A few runners that I was with were pretty frustrated by the mistake we did. I just shrugged it off.

Surprisingly it didn’t phase me one bit. Maybe because there was no point in dwelling in the past or maybe because I was just so focus on the task at hand and keeping my mind in the moment, that it didn’t get to me.

From this point on, we were basically running the cliff edges for a while. Some people that went out too ambitious started to lag behind.  But mostly everyone held their ground pretty steady.

After that first hill, I hit my groove and was feeling great. I was keeping it easy and sticking to my nutrition and hydration plans.

And the weather ended up being favorable. It was overcast. No rain and the temperature was minimally climbing. After expecting the worst, I was very comfortable and realized that the cloudy day was more of a blessing in disguise than anything.

And after we got off the road section, there was never a problem with mud on the trails.

Arriving to the second aid station was a relief. With the added section we did, it felt like forever until we got there. I stopped for just a few seconds to get in some water and was back running.

From here though, we had to do another climb. This was the worst part of the race. It wasn’t a long hill but the mud came back and was thick. The type of mud that sucked at your shoes and made that weird suction sound with every lift off.

Once at the top, we barreled down and hit the road again going back to the start/finish area. I guess the course was more like a giant P, instead of a lollipop because when we got on the dirt road we were closer to the start/finish area.

I have done one other race similar to this style and love it because you get to see the runners ahead of you going back out.

I got to the end of my first loop and refilled both of my water bottles. The race director was back at this point and apologized about the course confusion to everyone coming in.

At this point, a guy I was running near was wearing a GPS watch that said we were 15 miles into the race. Which made the extra loop that we did, close to 4.5 miles. I think I came into the start/finish area in a time of 2:05.

Heading back out I was keeping my steady easy pace. The runners had definitely thinned and spaced out more this go around.

I got to the first aid station in about the same time it took me the first time.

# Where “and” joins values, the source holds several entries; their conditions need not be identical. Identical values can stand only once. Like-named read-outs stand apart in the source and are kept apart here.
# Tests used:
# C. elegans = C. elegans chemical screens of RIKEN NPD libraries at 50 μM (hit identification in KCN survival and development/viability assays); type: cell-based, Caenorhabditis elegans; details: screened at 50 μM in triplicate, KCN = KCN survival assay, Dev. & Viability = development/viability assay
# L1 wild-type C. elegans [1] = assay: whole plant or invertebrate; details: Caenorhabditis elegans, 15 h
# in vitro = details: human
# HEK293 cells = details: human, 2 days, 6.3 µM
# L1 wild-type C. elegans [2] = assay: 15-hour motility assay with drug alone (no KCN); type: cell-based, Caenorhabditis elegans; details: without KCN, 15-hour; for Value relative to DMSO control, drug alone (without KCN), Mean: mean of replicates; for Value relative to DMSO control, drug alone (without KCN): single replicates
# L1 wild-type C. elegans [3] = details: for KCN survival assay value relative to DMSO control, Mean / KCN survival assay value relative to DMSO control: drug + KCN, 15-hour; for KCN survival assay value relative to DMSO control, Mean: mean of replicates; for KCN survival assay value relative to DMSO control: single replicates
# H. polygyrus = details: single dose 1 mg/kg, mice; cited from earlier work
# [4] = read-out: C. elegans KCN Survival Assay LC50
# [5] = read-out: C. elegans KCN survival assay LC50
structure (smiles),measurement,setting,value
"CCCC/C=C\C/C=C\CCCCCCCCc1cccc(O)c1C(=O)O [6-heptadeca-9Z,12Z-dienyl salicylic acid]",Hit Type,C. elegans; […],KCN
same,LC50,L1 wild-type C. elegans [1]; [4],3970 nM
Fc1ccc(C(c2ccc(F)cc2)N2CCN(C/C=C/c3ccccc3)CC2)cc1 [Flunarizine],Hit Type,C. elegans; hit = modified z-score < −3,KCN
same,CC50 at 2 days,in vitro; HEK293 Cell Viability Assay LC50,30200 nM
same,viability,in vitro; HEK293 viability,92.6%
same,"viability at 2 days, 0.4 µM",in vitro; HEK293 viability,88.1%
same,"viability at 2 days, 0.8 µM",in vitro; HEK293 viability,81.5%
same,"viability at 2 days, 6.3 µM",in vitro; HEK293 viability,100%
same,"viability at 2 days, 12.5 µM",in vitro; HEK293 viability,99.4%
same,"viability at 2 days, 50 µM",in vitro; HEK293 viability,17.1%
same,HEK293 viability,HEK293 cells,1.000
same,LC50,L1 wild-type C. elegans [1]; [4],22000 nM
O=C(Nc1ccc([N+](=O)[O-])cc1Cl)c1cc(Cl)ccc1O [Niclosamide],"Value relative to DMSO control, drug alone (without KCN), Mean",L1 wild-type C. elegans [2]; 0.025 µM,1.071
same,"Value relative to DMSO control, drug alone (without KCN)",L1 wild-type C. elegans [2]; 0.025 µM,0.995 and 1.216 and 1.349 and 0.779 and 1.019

Though I was keeping it easy this is about where the pain began to settle in for me. And historically in pretty much all of my ultras, this is about where I start to cave mentally. But this is my first 50K that I was getting to use my nutrition plan that I came up with right before doing my 100 miler in May, which is what I believe to be the main reason why I would crash mentally. I wasn’t putting enough calories in my body. So now, my new plan, I was rotating between GU and Clif Bars. Getting about 250 calories per hour in me.

I embraced the pain and kept pushing on, reminding myself to never give in and to never give up.

I was starting to move up in the field as I ran on. I was also finding out that running seemed easier when I was with someone, even if we weren’t talking. Once I found a new groove, I aimed to slowly reach the next runner ahead and run with them for some time.

A hard part of this race was actually knowing what place you were in regards to the race you were running. Because the start wasn’t staggered, I couldn’t tell who was doing which race. But there was a guy I had my eye on.

The whole second loop he kept the exact same distance ahead of me. Every time I came around a bend his pace and distance from me were the exact same.

At the second aid station I decided to up my salt intake and increased to taking 2 pills per hour to hopefully avoid any cramps later on.

Leaving this station the mud on this climb just got worse from all of the foot traffic. There was more slipping and sliding on this go around making it even more difficult to get up and over this hill.